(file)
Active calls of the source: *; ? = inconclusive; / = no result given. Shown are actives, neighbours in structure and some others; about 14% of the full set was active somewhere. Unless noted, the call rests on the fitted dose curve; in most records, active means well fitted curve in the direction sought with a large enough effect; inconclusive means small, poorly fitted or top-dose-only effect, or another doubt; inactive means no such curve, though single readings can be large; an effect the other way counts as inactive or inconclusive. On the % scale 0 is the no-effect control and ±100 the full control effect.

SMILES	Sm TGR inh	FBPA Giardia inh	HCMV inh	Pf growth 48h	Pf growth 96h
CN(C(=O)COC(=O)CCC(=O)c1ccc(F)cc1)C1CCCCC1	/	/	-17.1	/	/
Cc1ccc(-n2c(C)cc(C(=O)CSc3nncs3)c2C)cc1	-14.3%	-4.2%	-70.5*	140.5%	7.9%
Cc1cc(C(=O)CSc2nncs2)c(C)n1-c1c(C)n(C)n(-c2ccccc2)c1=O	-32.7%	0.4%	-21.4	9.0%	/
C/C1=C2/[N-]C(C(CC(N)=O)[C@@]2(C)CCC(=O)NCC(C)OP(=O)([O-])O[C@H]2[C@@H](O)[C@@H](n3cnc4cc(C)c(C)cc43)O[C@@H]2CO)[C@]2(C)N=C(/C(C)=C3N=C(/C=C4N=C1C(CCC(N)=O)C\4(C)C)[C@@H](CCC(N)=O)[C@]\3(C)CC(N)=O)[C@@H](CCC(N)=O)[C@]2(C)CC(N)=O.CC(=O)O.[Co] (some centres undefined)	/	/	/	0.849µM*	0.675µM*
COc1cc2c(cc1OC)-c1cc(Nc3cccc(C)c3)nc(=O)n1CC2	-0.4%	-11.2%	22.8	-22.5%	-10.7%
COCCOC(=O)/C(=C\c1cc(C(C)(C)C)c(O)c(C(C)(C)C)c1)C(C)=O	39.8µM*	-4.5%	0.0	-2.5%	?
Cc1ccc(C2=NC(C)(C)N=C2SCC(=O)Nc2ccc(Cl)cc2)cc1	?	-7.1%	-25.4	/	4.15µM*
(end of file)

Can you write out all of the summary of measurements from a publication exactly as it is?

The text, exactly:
Active calls of the source: *; ? = inconclusive; / = no result given. Shown are actives, neighbours in structure and some others; about 14% of the full set was active somewhere. Unless noted, the call rests on the fitted dose curve; in most records, active means well fitted curve in the direction sought with a large enough effect; inconclusive means small, poorly fitted or top-dose-only effect, or another doubt; inactive means no such curve, though single readings can be large; an effect the other way counts as inactive or inconclusive. On the % scale 0 is the no-effect control and ±100 the full control effect.

SMILES	Sm TGR inh	FBPA Giardia inh	HCMV inh	Pf growth 48h	Pf growth 96h
CN(C(=O)COC(=O)CCC(=O)c1ccc(F)cc1)C1CCCCC1	/	/	-17.1	/	/
Cc1ccc(-n2c(C)cc(C(=O)CSc3nncs3)c2C)cc1	-14.3%	-4.2%	-70.5*	140.5%	7.9%
Cc1cc(C(=O)CSc2nncs2)c(C)n1-c1c(C)n(C)n(-c2ccccc2)c1=O	-32.7%	0.4%	-21.4	9.0%	/
C/C1=C2/[N-]C(C(CC(N)=O)[C@@]2(C)CCC(=O)NCC(C)OP(=O)([O-])O[C@H]2[C@@H](O)[C@@H](n3cnc4cc(C)c(C)cc43)O[C@@H]2CO)[C@]2(C)N=C(/C(C)=C3N=C(/C=C4N=C1C(CCC(N)=O)C\4(C)C)[C@@H](CCC(N)=O)[C@]\3(C)CC(N)=O)[C@@H](CCC(N)=O)[C@]2(C)CC(N)=O.CC(=O)O.[Co] (some centres undefined)	/	/	/	0.849µM*	0.675µM*
COc1cc2c(cc1OC)-c1cc(Nc3cccc(C)c3)nc(=O)n1CC2	-0.4%	-11.2%	22.8	-22.5%	-10.7%
COCCOC(=O)/C(=C\c1cc(C(C)(C)C)c(O)c(C(C)(C)C)c1)C(C)=O	39.8µM*	-4.5%	0.0	-2.5%	?
Cc1ccc(C2=NC(C)(C)N=C2SCC(=O)Nc2ccc(Cl)cc2)cc1	?	-7.1%	-25.4	/	4.15µM*